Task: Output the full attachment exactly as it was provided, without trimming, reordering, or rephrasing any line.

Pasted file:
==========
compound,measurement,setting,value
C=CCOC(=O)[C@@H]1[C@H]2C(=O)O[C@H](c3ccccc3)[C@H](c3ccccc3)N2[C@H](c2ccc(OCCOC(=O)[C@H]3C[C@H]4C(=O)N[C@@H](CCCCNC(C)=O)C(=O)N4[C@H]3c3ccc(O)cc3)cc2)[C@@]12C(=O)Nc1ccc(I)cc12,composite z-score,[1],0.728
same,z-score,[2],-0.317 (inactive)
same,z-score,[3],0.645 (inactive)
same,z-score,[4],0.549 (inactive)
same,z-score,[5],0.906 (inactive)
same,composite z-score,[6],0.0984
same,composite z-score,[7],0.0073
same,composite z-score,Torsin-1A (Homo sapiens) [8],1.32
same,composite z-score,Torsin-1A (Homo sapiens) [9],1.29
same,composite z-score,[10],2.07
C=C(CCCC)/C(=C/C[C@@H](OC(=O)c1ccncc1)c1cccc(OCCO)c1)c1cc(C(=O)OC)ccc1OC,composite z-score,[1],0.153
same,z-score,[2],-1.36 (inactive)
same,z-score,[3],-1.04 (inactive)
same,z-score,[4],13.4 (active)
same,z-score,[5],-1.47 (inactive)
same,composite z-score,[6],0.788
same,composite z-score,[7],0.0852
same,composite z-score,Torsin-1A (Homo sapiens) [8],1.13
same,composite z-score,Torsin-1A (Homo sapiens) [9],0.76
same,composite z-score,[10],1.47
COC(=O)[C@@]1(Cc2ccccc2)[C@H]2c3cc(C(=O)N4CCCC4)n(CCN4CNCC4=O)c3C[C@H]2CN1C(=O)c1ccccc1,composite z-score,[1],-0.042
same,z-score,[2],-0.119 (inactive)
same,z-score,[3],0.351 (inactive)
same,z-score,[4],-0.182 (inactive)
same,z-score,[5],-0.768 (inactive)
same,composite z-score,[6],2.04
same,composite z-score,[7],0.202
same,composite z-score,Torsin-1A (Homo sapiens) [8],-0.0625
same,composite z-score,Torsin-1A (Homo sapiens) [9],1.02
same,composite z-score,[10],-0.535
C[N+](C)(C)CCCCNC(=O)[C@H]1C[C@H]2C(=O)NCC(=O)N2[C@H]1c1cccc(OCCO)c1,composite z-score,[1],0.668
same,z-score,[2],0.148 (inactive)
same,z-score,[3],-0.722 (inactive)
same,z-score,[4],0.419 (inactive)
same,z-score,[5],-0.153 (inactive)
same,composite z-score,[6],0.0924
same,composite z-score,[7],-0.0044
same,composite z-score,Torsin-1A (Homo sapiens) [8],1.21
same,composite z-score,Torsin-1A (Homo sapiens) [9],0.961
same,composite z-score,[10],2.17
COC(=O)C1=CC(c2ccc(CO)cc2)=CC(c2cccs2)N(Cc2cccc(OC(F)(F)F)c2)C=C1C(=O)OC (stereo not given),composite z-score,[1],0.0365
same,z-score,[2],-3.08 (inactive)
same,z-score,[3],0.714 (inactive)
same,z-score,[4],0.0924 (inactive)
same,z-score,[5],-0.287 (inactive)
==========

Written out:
compound,measurement,setting,value
C=CCOC(=O)[C@@H]1[C@H]2C(=O)O[C@H](c3ccccc3)[C@H](c3ccccc3)N2[C@H](c2ccc(OCCOC(=O)[C@H]3C[C@H]4C(=O)N[C@@H](CCCCNC(C)=O)C(=O)N4[C@H]3c3ccc(O)cc3)cc2)[C@@]12C(=O)Nc1ccc(I)cc12,composite z-score,[1],0.728
same,z-score,[2],-0.317 (inactive)
same,z-score,[3],0.645 (inactive)
same,z-score,[4],0.549 (inactive)
same,z-score,[5],0.906 (inactive)
same,composite z-score,[6],0.0984
same,composite z-score,[7],0.0073
same,composite z-score,Torsin-1A (Homo sapiens) [8],1.32
same,composite z-score,Torsin-1A (Homo sapiens) [9],1.29
same,composite z-score,[10],2.07
C=C(CCCC)/C(=C/C[C@@H](OC(=O)c1ccncc1)c1cccc(OCCO)c1)c1cc(C(=O)OC)ccc1OC,composite z-score,[1],0.153
same,z-score,[2],-1.36 (inactive)
same,z-score,[3],-1.04 (inactive)
same,z-score,[4],13.4 (active)
same,z-score,[5],-1.47 (inactive)
same,composite z-score,[6],0.788
same,composite z-score,[7],0.0852
same,composite z-score,Torsin-1A (Homo sapiens) [8],1.13
same,composite z-score,Torsin-1A (Homo sapiens) [9],0.76
same,composite z-score,[10],1.47
COC(=O)[C@@]1(Cc2ccccc2)[C@H]2c3cc(C(=O)N4CCCC4)n(CCN4CNCC4=O)c3C[C@H]2CN1C(=O)c1ccccc1,composite z-score,[1],-0.042
same,z-score,[2],-0.119 (inactive)
same,z-score,[3],0.351 (inactive)
same,z-score,[4],-0.182 (inactive)
same,z-score,[5],-0.768 (inactive)
same,composite z-score,[6],2.04
same,composite z-score,[7],0.202
same,composite z-score,Torsin-1A (Homo sapiens) [8],-0.0625
same,composite z-score,Torsin-1A (Homo sapiens) [9],1.02
same,composite z-score,[10],-0.535
C[N+](C)(C)CCCCNC(=O)[C@H]1C[C@H]2C(=O)NCC(=O)N2[C@H]1c1cccc(OCCO)c1,composite z-score,[1],0.668
same,z-score,[2],0.148 (inactive)
same,z-score,[3],-0.722 (inactive)
same,z-score,[4],0.419 (inactive)
same,z-score,[5],-0.153 (inactive)
same,composite z-score,[6],0.0924
same,composite z-score,[7],-0.0044
same,composite z-score,Torsin-1A (Homo sapiens) [8],1.21
same,composite z-score,Torsin-1A (Homo sapiens) [9],0.961
same,composite z-score,[10],2.17
COC(=O)C1=CC(c2ccc(CO)cc2)=CC(c2cccs2)N(Cc2cccc(OC(F)(F)F)c2)C=C1C(=O)OC (stereo not given),composite z-score,[1],0.0365
same,z-score,[2],-3.08 (inactive)
same,z-score,[3],0.714 (inactive)
same,z-score,[4],0.0924 (inactive)
same,z-score,[5],-0.287 (inactive)